A White House spokesman says officials are still trying to decide how to save the faltering U.S. auto companies.
Press Secretary Tony Fratto says officials are still looking at
financial data. He says they want to make sure any bailout of the Big
Three - General Motors, Ford and Chrysler - is in the best interest
of U.S. taxpayers.
Officials have been in talks with General
Motors and Chrysler to finalize details of a rescue package based on
the $700 billion set aside to aid the banking industry. More
help could soon be on the way from Canada.
Minister Tony Clement announced Friday an estimated $3 billion in loans to the car companies but only if the U.S government
comes through with an industry-wide bailout first.
Motors (GM) and Chrysler say they will collapse in January without
government help. Canada, like the U.S., is worried about losing
The Center for
Automotive Research, a U.S. research institution, warns the collapse of just one of the Big Three
would wreak havoc on related industries, costing the U.S.
2.5 million jobs. And the British newspaper, The Financial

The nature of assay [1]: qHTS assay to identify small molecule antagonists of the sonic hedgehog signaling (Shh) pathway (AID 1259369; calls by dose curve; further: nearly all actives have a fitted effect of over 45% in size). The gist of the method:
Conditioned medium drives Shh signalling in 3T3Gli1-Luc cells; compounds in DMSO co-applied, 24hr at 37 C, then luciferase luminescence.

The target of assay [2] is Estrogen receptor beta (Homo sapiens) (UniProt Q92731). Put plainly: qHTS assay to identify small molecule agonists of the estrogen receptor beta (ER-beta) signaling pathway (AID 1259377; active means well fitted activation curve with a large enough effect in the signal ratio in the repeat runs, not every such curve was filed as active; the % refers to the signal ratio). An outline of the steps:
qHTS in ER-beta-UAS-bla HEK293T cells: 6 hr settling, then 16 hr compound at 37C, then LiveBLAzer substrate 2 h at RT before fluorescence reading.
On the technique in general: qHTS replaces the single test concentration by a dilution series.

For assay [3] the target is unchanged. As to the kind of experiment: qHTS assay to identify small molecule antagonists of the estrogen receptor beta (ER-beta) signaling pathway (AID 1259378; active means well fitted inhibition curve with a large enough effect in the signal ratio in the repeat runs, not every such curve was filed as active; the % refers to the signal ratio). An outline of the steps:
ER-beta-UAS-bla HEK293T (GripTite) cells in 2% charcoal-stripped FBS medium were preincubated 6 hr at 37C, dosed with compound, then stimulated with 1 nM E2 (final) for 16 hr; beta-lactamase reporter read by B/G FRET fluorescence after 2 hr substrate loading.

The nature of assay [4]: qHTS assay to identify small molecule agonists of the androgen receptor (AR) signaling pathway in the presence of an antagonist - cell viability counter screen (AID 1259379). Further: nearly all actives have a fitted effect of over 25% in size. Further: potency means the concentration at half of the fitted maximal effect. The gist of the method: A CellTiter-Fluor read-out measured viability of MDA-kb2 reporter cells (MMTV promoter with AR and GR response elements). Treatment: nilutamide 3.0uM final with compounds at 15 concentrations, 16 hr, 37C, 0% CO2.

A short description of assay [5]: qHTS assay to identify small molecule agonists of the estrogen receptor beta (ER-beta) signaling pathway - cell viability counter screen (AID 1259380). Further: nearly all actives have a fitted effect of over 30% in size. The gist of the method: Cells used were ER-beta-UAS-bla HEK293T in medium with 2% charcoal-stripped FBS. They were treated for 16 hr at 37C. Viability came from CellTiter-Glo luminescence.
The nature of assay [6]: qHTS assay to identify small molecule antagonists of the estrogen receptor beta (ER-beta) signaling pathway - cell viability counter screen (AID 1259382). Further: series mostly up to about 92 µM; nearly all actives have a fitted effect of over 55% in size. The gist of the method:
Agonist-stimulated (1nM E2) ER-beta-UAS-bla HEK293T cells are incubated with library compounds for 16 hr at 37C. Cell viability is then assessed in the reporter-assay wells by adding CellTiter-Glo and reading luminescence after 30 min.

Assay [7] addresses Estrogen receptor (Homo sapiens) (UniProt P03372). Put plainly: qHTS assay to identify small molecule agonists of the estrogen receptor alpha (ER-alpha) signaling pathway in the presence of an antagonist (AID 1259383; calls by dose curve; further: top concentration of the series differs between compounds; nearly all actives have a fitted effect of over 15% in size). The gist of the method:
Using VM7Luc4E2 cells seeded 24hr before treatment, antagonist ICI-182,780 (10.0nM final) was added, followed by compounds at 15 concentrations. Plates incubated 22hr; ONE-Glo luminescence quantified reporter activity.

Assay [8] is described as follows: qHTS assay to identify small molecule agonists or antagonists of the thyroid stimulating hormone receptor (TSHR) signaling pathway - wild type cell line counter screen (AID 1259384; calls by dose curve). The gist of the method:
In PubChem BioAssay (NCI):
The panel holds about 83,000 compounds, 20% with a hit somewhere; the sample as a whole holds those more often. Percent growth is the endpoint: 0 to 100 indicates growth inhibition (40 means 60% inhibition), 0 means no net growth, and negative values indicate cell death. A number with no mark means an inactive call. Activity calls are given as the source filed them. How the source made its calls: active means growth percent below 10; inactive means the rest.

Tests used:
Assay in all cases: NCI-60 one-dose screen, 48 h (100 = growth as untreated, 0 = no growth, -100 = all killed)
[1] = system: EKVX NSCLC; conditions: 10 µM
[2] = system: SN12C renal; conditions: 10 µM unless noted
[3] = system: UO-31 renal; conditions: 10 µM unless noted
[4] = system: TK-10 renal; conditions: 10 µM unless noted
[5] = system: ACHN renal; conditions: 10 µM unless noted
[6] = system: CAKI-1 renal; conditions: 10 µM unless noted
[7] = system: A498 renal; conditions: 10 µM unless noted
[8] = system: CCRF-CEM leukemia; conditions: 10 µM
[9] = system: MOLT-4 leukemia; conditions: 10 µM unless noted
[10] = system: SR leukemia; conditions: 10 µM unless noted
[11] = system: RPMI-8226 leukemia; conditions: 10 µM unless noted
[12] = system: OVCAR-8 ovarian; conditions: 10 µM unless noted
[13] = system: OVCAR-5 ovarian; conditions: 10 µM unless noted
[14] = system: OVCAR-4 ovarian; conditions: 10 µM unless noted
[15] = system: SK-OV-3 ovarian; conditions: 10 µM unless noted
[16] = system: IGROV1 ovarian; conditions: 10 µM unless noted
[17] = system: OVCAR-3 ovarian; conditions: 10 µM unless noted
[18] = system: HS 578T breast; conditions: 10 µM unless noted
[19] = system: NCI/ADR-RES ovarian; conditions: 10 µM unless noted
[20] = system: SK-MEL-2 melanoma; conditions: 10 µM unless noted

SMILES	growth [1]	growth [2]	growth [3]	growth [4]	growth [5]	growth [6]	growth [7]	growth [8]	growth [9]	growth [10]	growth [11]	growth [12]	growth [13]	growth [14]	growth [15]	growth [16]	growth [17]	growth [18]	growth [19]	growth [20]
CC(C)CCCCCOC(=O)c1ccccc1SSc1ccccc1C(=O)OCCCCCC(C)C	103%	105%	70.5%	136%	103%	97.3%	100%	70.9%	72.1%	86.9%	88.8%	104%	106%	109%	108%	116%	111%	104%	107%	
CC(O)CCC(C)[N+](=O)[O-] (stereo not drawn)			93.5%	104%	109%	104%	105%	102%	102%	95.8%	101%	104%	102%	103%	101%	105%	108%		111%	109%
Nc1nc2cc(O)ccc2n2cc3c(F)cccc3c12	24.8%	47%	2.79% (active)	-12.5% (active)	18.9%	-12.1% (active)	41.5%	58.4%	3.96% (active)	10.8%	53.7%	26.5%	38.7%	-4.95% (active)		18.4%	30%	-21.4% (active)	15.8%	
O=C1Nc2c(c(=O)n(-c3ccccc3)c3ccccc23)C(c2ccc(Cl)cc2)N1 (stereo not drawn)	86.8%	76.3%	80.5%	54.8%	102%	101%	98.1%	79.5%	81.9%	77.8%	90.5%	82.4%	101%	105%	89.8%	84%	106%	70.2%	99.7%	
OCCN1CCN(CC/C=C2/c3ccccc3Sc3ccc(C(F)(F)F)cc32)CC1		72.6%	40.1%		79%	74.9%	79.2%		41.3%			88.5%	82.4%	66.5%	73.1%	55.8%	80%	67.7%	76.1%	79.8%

Times, says if GM is forced to file for bankruptcy, it would be the
"biggest industrial failure in U.S. history."
collapse of one of the major U.S. automakers also worries their biggest
rivals. In a statement, Japanese automaker Toyota warned a major
bankruptcy will make it harder for all car companies.
and parts suppliers from Europe to India also are frightened.
Countries like Sweden and Brazil have already moved forward with plans
to support their struggling carmakers. And European leaders are under
pressure to come up with loans and other aid for major auto companies.
President George Bush initially resisted requests from Democratic
congressional leaders to use money from the massive financial sector
bailout to help the carmakers. But he changed his stance after a
short-term, $14 billion loan package for the automakers died in
the Senate Thursday night when Democrats and Republicans could not
agree on the details of the legislation.
Barack Obama is urging Congress and the Bush administration to "find a
way" to aid the battered U.S. automakers.
Some information for this report was provided by AP and Reuters.